By NEIL HARTNELL
Tribune Business Editor
A well-known architect has questioned why the Bahamas could not find an extra $1 million to upgrade Nassau’s “most visited” attraction when the harbour was dredged, warning: “Cruise ships are our competitors, not our customers”.
Pat Rahming, of Pat Rahming & Associates, told Tribune Business that the Bahamas’ focus with cruise tourism and ‘arrivals numbers’ had resulted in a destination where all the attractions and tours were dedicated to ‘short-stay’ visitors.
This had come at the expense of higher yielding stopover visitors, he argued, with 80 per cent of the Bahamas’ tourism capital development budget geared towards infrastructure supporting the cruise - not hotel - industry.
Emphasising that he was not opposed to the cruise industry or its business, Mr Rahming said the sector had evolved from merely being a method of transportation - as it was when he took a cruise ship from Nassau to New York in 1965.
“A cruise ship is a tourist destination,” he told Tribune Business. “It is our competition. The people on a cruise ship are not our customers. That’s why it’s unrealistic to believe anything we do will get more than $100 from them.
“They do not buy a trip to the Bahamas. If they’ve bought a cruise and the weather turns bad, and they can’t go to Nassau and have to go to Puerto Rico, it makes no difference. The reality is no one goes back to the place where the ship stopped.”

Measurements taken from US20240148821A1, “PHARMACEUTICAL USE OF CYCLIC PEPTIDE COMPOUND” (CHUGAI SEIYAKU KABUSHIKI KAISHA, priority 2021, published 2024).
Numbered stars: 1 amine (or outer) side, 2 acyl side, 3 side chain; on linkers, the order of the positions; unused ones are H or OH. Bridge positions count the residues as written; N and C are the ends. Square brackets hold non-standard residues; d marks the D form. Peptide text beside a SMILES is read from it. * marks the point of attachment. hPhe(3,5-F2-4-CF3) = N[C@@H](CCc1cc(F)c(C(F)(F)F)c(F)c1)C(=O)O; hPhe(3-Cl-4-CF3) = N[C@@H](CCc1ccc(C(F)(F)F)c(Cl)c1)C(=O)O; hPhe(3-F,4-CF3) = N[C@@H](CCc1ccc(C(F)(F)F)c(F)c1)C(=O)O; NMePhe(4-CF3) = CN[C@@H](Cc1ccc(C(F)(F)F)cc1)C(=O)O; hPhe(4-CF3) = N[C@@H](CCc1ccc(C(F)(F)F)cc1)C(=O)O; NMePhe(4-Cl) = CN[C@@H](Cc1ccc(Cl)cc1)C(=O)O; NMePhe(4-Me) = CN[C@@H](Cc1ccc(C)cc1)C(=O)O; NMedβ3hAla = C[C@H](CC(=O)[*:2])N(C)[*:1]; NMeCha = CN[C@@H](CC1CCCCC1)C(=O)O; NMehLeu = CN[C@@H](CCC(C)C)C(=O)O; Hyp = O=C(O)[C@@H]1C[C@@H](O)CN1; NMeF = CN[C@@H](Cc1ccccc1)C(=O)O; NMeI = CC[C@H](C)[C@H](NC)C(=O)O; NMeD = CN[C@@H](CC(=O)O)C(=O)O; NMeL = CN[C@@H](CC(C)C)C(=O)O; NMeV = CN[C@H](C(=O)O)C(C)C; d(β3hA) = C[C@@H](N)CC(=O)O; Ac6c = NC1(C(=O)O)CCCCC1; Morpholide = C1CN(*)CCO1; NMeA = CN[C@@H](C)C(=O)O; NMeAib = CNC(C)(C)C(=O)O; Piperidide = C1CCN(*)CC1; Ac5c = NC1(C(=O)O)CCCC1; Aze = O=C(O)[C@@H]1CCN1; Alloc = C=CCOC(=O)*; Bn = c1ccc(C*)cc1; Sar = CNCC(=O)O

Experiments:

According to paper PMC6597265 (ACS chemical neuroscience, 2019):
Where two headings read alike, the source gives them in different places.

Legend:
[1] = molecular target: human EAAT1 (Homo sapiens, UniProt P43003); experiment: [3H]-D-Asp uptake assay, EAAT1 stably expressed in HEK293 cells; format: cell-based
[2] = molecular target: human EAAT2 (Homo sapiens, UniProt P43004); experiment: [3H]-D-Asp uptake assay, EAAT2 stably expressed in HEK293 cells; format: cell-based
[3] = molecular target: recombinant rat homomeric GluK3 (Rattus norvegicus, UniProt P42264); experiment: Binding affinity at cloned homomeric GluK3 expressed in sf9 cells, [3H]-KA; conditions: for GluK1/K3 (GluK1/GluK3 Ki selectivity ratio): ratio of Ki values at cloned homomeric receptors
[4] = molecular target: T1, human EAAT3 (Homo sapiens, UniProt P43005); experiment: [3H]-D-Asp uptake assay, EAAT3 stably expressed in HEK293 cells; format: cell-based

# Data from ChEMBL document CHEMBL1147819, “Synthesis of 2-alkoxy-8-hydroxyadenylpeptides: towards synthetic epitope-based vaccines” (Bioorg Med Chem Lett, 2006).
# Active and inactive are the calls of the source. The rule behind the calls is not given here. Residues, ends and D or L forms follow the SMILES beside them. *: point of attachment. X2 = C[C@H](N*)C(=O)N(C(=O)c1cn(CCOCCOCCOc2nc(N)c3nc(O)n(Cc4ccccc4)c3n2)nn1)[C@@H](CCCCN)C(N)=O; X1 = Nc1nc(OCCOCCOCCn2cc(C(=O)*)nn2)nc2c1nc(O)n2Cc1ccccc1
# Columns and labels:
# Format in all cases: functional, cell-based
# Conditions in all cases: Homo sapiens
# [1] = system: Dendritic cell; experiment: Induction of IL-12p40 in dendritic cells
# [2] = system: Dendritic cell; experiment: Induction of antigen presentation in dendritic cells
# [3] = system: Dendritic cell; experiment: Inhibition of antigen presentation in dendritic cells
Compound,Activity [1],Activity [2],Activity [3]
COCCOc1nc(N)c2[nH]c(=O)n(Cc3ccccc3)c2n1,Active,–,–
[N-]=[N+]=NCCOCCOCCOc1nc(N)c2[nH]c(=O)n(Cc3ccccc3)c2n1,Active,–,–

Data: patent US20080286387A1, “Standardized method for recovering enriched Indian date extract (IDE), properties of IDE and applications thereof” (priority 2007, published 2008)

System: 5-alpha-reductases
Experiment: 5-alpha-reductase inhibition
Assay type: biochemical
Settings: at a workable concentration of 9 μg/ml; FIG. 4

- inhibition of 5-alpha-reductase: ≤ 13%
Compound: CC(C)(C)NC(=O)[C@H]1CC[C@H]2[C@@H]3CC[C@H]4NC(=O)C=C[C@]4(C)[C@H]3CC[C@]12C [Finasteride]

Assessing the state of Nassau’s key visitor attractions, Mr Rahming said: “Forty-two years ago Fort Charlotte had a sound and light show, a museum of wax figures telling the story of Nassau.
“Today, it’s got story boards. It’s not a shadow of what it was 42 years ago. None of our forts are anywhere near the shape of any others in the region.”
He added: “The most visited attraction 10 years ago was Nassau’s Water Tower. It’s been closed for six years. I’m told $1 million could get it open.
“You’d have thought that when we spent around $50 million on dredging the harbour a few years ago we could have found $1 million to get that up and running....
“What we have now arrived at is a destination where all the attractions are dependent around a visitor who stays a few hours.”
Mr Rahming argued that the Bahamian tourism industry, by focusing on the cruise industry so much, and at the expense of land-based visitors, was sacrificing long-term profits and sustainability for short-term cash flow.
He also noted that the cruise ships often controlled the mark-ups (profit margins) earned by Bahamas-based tour and excursion providers, directed passengers to certain amenities and influenced other aspects of the visitor stay/experience while in Nassau and Freeport.
“We need to recognise that the people who come off the major cruise ships are not our customers,” Mr Rahming reiterated.
“We will never have a Cirque du Soleil show here, because no one is focusing on the shore visitors. A major Bahamian revue, a theme park, that industry is of no use for the development of tourism. It’s good cash flow up front, but it’s not development.”
He added that the Bahamas has a destination had “a certain vitality” up until 1982-1983. Yet by 1985, cruise passengers were accounting for a majority 64 per cent of all foreign tourist arrivals to the Bahamas, when just 10 years before the position was reversed and stopover tourists were in the ascendancy.